What I have just laying around collecting dust is a Canon EOS Elan 7 SLR body.
WARNING: LIFE STORY FORTHCOMING!
I actually ran a small business around it. My dogs competed in dog sporting events, so I'd bring my camera along and shot action photography. I didn't go to school for photography, my husband just bought the camera for me for my birthday in 2001 and said, "Go forth and make people nuts!" I went forth and brought in $300 - $500 a weekend.
I'd go to the events, photograph the dogs on Saturday, take the film to one-hour developers that evening, then sell them on Sunday for $3.00 to $5.00 each. If people wanted enlargements, I'd have them done and mail them - they ran $15.00 to $30.00 each. For almost two years I enjoyed this easy source of additional income. People would pay anything for great pictures of their dogs in action.
Then, digital hit the scene. People were buying these $5,000 6-megapixel (not much by today's standards obviously) cameras, bringing a laptop and a printer, and selling the photos right then and there. Within a month, I became obsolete and really pissed off.
In my opinion, digital had taken the art away from photography. It had stolen the soul. In 35mm, you had to keep so many elements in mind: F-stop, apature, light, film speed, composition, etc. etc. etc...because once you shot that picture, it was locked onto that piece of film forever. No going back. Sure, you could edit an image, but the original was forever burned into the negative. That was part of the magic and the challenge of 33mm.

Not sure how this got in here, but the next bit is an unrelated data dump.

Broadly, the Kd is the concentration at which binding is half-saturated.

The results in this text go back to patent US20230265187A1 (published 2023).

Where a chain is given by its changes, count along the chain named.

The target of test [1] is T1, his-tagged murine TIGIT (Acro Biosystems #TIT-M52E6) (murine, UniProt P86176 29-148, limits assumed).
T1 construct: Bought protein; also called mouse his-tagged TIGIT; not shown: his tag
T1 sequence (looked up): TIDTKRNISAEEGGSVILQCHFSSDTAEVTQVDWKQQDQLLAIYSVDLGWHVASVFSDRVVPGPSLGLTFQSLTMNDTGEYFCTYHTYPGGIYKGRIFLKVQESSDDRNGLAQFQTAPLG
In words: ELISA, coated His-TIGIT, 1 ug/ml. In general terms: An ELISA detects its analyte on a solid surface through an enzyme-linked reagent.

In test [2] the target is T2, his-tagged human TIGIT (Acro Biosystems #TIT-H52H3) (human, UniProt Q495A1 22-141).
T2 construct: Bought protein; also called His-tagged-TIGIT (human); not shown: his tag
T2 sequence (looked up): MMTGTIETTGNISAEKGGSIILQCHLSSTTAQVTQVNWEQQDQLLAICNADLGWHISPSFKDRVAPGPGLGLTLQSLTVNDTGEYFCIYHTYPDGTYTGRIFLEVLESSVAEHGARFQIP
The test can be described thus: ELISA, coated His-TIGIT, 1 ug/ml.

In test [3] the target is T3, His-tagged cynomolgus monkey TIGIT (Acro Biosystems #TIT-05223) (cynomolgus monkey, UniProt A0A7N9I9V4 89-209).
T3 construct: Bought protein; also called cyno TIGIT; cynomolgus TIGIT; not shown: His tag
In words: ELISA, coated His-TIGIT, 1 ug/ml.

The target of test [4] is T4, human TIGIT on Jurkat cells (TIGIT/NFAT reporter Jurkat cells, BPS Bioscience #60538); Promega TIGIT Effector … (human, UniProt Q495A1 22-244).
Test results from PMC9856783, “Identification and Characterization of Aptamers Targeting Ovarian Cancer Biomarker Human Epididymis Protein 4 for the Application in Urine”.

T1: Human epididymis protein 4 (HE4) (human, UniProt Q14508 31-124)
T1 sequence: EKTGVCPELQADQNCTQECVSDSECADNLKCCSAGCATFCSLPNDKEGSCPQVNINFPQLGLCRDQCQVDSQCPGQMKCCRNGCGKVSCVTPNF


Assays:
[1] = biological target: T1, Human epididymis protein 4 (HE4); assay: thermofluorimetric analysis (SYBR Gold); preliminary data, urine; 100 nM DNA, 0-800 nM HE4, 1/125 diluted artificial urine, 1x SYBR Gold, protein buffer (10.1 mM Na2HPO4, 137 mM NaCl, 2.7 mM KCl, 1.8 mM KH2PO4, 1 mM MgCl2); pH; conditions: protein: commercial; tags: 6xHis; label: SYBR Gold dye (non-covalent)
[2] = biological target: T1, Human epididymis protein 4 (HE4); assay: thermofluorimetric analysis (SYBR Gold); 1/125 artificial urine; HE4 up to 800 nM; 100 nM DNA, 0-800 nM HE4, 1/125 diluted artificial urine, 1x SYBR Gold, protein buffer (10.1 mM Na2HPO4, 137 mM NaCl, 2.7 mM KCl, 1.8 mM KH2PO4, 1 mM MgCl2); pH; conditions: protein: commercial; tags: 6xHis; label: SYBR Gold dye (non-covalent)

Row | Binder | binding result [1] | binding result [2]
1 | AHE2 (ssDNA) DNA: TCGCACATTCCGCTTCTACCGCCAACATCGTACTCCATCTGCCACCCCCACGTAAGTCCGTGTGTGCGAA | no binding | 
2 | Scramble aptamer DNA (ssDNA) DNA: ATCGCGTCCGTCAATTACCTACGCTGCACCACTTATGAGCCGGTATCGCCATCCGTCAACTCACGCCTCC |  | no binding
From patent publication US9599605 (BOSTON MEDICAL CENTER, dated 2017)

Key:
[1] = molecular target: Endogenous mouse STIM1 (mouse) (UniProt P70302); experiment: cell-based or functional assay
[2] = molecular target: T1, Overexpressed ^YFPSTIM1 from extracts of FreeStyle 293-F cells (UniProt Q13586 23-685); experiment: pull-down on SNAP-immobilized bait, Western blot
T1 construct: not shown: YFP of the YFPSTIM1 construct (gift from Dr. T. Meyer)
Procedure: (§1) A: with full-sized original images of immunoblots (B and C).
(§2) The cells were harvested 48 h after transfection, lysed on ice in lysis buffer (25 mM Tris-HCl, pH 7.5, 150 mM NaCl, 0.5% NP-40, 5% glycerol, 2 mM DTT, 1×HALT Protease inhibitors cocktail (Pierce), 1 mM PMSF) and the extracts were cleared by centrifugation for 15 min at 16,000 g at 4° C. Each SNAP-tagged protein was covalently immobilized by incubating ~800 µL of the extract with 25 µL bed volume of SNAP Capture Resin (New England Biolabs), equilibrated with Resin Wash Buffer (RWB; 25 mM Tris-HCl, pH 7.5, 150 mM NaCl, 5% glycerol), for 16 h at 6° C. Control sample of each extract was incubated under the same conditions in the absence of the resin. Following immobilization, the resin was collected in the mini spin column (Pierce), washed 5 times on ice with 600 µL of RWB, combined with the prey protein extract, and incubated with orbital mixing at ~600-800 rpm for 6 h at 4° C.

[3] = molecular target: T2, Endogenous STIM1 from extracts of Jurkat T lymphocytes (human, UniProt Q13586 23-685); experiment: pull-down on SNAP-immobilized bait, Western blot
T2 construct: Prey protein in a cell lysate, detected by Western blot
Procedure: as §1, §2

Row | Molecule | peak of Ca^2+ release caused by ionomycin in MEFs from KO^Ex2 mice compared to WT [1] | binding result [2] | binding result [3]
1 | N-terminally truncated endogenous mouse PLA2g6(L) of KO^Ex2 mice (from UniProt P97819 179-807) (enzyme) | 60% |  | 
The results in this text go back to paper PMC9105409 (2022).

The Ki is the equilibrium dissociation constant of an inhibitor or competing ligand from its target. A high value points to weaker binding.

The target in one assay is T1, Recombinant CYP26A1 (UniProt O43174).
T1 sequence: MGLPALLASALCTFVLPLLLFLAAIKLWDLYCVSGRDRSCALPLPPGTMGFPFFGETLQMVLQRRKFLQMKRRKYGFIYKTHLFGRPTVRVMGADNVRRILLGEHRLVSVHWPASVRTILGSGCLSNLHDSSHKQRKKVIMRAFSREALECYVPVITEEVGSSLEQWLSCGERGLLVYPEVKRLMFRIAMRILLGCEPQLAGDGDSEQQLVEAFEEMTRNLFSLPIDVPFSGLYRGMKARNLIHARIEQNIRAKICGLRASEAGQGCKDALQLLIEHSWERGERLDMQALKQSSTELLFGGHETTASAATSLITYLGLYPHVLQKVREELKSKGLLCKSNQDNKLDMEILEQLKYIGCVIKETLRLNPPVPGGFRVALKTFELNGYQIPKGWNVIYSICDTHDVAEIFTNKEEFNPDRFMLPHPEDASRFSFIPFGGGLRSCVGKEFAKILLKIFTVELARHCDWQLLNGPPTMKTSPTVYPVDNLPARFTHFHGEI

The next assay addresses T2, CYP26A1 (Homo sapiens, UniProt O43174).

With digital, if it was a bad picture, you could delete it and take another, on top of all the raping of the image that could be done with Photoshop.
So heavy consideration was conducted. What Can I Do That Technology Can't Steal?
I picked up a paintbrush and tried that out.
Of course, this is something that techology can do. Computer-generated art is quite popular and easy to do, but I really enjoy painting the original way...using most of the same chemicals and tools that the Masters used. Anymore, it's uncommon and people appreciate the authenticity in this fast-food society. Real brushstrokes, real texture, the real McCoy.
The camera I have today, I purchased on a whim back in 2006. It's a Canon EOS Rebel XTi 10 megapixel. Fits the same lenses and camera bag and everything the Elan 7 did, but I just use it for my own enjoyment rather than for making any sort of income.
Nullum magnum ingenium sine mixtura dementiae fuit. -Seneca